Vice President Mike Pence to reporters on Capitol Hill: “He provided strong leadership … to act on the recommendation of the deputy attorney general, and I think the American people welcome that and they know that as President Trump has done so many times before, the President is going to take the time necessary to find an individual of great experience and great integrity to lead the nation’s law enforcement agency at the FBI, and I look forward to being a part of that process.”

May 10: 11:09 a.m. ET

Vice President Mike Pence to reporters on Capitol Hill: “He brought that recommendation to the President, and the attorney general concurred with that recommendation, and I personally am grateful that we have a President who is willing to provide the kind of decisive and strong leadership to take the recommendation of the deputy attorney general and the attorney general to remove an FBI director who had lost the confidence of the American people.”

May 10: 1:52 p.m. ET

Sarah Huckabee Sanders to White House reporters: “The President, over the last several months, lost confidence in Director Comey. The DOJ lost confidence in Director Comey. Bipartisan members of Congress made it clear that they had lost confidence in Director Comey. And most importantly, the rank-and-file of the FBI had lost confidence in their director. Accordingly, the President accepted the recommendation of his deputy attorney general to remove James Comey from his position.”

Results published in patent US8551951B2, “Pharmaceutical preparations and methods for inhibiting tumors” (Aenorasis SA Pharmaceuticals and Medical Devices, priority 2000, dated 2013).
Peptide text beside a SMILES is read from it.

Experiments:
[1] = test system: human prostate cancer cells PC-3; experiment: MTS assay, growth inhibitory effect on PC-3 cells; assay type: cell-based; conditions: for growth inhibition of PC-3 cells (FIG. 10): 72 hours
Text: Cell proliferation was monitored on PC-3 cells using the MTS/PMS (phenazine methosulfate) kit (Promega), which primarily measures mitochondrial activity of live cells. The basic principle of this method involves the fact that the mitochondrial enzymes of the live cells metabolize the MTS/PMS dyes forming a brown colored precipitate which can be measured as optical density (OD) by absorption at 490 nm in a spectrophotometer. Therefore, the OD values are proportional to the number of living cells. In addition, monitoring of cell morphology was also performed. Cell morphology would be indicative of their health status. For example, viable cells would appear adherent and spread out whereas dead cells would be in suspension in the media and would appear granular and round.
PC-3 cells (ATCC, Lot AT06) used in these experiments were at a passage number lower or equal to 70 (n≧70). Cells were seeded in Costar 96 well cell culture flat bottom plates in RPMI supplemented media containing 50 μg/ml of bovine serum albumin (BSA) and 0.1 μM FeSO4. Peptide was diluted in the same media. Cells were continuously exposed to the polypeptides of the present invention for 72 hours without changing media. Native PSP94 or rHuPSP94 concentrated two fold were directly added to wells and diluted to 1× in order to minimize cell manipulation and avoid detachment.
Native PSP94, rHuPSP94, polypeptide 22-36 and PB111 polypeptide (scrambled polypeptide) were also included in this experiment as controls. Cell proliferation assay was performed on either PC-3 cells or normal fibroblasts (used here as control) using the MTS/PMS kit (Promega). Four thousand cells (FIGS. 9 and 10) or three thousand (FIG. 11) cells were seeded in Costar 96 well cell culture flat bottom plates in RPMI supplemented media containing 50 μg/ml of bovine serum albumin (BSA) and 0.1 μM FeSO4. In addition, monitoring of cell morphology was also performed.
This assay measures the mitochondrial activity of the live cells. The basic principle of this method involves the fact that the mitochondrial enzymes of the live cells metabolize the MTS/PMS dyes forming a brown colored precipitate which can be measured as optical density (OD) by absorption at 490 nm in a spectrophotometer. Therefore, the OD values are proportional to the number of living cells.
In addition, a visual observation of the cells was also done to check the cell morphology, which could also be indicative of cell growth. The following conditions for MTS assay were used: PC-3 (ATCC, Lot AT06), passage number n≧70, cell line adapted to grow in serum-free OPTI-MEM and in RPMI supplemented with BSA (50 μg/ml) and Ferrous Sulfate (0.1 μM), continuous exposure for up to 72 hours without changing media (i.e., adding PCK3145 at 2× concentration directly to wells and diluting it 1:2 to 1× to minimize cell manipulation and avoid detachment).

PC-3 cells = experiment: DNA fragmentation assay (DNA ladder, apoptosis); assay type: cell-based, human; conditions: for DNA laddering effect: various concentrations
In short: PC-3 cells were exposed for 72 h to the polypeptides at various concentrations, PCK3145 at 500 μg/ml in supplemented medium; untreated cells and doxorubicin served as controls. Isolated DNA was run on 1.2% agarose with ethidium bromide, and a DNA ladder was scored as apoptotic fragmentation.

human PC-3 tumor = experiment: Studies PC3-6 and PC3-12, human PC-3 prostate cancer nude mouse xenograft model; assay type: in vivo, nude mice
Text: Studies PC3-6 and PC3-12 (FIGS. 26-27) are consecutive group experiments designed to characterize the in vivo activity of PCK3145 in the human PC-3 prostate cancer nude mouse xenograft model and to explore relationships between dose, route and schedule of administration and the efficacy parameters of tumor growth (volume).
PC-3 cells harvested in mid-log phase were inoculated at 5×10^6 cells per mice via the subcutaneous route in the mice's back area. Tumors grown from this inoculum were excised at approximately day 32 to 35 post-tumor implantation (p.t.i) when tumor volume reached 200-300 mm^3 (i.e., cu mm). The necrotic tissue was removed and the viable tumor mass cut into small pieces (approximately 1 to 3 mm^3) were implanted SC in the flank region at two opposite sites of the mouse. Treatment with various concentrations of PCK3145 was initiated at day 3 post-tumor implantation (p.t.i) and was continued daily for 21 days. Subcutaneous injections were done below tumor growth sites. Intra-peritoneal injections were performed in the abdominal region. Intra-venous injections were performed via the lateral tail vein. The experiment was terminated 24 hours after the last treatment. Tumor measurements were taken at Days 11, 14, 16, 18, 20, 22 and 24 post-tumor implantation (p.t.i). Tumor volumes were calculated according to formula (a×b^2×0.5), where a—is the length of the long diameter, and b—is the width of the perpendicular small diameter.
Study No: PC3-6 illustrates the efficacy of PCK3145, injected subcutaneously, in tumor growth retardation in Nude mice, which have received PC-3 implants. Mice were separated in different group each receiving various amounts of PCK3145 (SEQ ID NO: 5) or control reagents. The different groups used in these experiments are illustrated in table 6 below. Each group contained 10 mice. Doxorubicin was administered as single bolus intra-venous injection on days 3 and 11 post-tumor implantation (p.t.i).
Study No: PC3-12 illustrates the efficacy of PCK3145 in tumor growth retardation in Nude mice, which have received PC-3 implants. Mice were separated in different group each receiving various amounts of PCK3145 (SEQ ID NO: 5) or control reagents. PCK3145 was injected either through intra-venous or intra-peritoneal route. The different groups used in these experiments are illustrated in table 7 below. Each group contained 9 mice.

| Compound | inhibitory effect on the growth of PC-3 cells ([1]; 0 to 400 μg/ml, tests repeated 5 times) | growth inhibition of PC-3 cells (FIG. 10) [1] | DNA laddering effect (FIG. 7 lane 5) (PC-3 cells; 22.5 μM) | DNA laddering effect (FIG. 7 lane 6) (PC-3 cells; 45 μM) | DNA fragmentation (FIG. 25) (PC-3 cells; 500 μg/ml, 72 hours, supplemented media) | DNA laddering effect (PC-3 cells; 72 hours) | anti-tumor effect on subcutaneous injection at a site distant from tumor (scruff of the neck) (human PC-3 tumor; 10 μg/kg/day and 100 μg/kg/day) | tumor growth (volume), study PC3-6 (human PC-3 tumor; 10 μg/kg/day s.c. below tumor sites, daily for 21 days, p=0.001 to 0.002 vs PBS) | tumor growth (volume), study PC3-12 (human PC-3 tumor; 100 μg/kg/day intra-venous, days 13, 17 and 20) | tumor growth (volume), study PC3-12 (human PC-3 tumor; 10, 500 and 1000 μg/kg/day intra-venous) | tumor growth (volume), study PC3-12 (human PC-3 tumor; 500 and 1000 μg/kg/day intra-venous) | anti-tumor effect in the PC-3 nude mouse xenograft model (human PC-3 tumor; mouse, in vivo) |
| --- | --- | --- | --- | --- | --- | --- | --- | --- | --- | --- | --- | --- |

May 10: 1:53 p.m. ET

Sarah Huckabee Sanders to White House reporters: “He’d lost confidence in Director Comey. And, frankly, he’d been considering letting Director Comey go since the day he was elected. But he did have a conversation with the deputy attorney general on Monday where they had come to him to express their concerns. The President asked that they put those concerns and their recommendation in writing, which is the letter that you guys have received.”

May 10: 1:58 p.m. ET

Sarah Huckabee Sanders to White House reporters:

Question: Sarah, isn’t it true that the President had already decided to fire James Comey and he asked the Justice Department to put together the rationale for that firing?

Sanders: No.

Question: Is it — when did he make the decision?

Sanders: The final decision to move forward with it was yesterday. But I know that he’s been contemplating it for a while.